It’s all there in that pause.
David Marshall, having just defied Aleksandar Mitrovic to give Scotland a 5-4 penalty shoot-out win over Serbia, paused for a moment.
Millions at home were ecstatic, making their journey from sofa to ceiling with hearts bursting, screaming in unison.
But Marshall wasn’t cheering. Not yet. As his teammates rushed from the half-way line to congratulate him, he was still checking with the referee that there was no problem.
It’s all there in the look on his face, that he can’t permit himself to let go until he knows there’s no late twist, like there always seems to be.
No infringement we missed? No reason to retake? Thumbs up? Really? We’re going to the Euros, yes?
The night had started with the news that Ryan Christie, Kieran Tierney and Andy Robertson would return to the Scotland line-up.
Standard team news. Mundane. Routine. Verging on boring, even if the team was facing Serbia in the play-off final.
Scotland doesn’t do boring. Anyone who has followed the attempts to reach a major finals since 1998 knows that emotions would be played with, nerves would be shredded and credulity would be tested. Same as it ever was.
There was, of course, the big tease. The lulling into a sense of security. Not just a “We’re doing okay here” or “We might nick this”.
It was no hit and hope, no rope-a-dope. Just a calm, controlled, mature performance. A lovely, wonderful, clever goal to take the lead against a Serbia team that we expected to have the edge when it came to scoring clever, technical goals.
And after that, a solid defence. Scotland not exactly dominating but in control. A back three nobody would have predicted six months ago were repelling anything that came near. Ryan Jack and Callum McGregor, drawn from opposing side of the Glasgow divide, were working in tandem to police the midfield. Christie rode challenges and stretched play, John McGinn disrupted and pressed while Lyndon Dykes won headers, held the ball up and generally rattled cages.
Then, when all seemed under control and the seconds were ticking down towards celebration, came the disaster. A last-gasp Serbia attack brought a corner, the taker found Luka Jovic and his header met the turf before bouncing up past Marshall and into the top corner.
Extra time beckoned and Scottish hopes were fading as the hosts, buoyed by their equaliser, took the initiative. With the best attacking outlets back on the bench having done their shift, Scotland were virtually clinging on and it took a superb save from Marshall to keep out Nemanja Gudelj’s powerful drive. A formidable defence held strong and penalties, rather than being feared were welcomed by Scottish fans.
As in the semi-final against Israel, all five Scotland players did their duty with precision or power or both, and Marshall had his golden moment.
Watching the goalkeeper and his teammates celebrate after the decisive kick was only the beginning of an outpouring of relief and joy in Belgrade and back home.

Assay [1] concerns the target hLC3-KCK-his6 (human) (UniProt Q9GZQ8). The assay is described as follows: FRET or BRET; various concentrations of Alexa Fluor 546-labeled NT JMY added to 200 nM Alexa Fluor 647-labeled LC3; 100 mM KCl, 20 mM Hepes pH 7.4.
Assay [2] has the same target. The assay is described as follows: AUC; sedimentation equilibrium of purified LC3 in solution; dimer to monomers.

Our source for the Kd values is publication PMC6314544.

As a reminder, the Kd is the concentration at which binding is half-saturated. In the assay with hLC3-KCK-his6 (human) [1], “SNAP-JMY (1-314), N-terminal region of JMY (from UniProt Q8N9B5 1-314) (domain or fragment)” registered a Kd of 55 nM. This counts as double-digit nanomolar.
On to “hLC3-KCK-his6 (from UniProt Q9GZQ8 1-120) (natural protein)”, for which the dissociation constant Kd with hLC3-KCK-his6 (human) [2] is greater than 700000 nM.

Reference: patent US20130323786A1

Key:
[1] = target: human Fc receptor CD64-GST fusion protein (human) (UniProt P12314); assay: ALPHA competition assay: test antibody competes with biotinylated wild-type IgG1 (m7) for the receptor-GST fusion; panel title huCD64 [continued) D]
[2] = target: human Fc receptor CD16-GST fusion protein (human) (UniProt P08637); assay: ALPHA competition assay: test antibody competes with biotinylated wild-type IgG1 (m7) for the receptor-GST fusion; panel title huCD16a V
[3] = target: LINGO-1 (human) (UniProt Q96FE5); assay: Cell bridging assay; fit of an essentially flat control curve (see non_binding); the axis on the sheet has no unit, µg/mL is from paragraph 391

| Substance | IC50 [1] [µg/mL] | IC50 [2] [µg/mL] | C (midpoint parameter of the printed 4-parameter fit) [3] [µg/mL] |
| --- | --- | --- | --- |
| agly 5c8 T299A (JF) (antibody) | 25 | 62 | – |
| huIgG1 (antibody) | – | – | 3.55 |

Ryan Christie gave a tearful, choked interview where he showed that qualification meant to the players exactly what it meant to the fans. At a time when disconnect and isolation are commonplace, team and fans seemed connected even though supporters were stuck at home.
Captain Andy Robertson took his turn, saying he hoped the achievement would help put smiles on faces back home.
It helped that the game was made free-to-air by Sky, opening up a must-see spectacle to an audience only invested in the highest-stakes games STV, confident that Scotland would make it through, was letting the eager fans scout out England ahead of the (live on STV) clash on June 18.
And once the tears had been wiped away and the rawness of the moment had subsided, they celebrated like we wanted to.
We saw a new national anthem being declared and, later, the David Marshall conga to the tune of Whigfield’s Saturday Night being an utterly ridiculous but perfectly correct response to a moment we won’t forget.
Fans looked out their windows and saw pipers playing and heard fellow Scots cheering and singing. Social media, the virtual window, showed a nation united in joy, as well as the customary setting of the moment to Titanic theme. Politicians and celebrities congratulated the team, and there was even time for deep weirdness.
Uri Geller, who claimed to have caused Gary McAllister to miss a penalty last time Scotland were at the Euros, popped up to try and take credit for Marshall besting Mitrovic. Why the Israeli mystic thinks there’s a deep bond between psychokinesis and UEFA’s flagship tournament nobody knows, but when he invited fans to join him in on Lamb Island, supporters were quick to remind him that they still held a 24-year-aged beef.
Elsewhere, other faces familiar from 1996 got straight to work helping motivate the Scotland players to make more history when next summer comes around.
One moment had turned everything from looking back and adding up the years of failure to counting down the days until the Euros would begin again. Fans discussed the trivial (home advantage in two games) and the hugely important (Scotland in the Panini sticker album).
By the time Scotland step out in their first game of Euro 2020, it will have been 23 years since the last great party of the Tartan Army and now the planning starts for the next.
Between then and now there will be news on fans returning to stadia, and speculation about which players will make the cut, and worries about how exactly we approach a group with two of the World Cup semi-finalists in it.
For now, it’s enough to reflect on a night that ended the longest and most agonising of waits.
Take pause and enjoy it.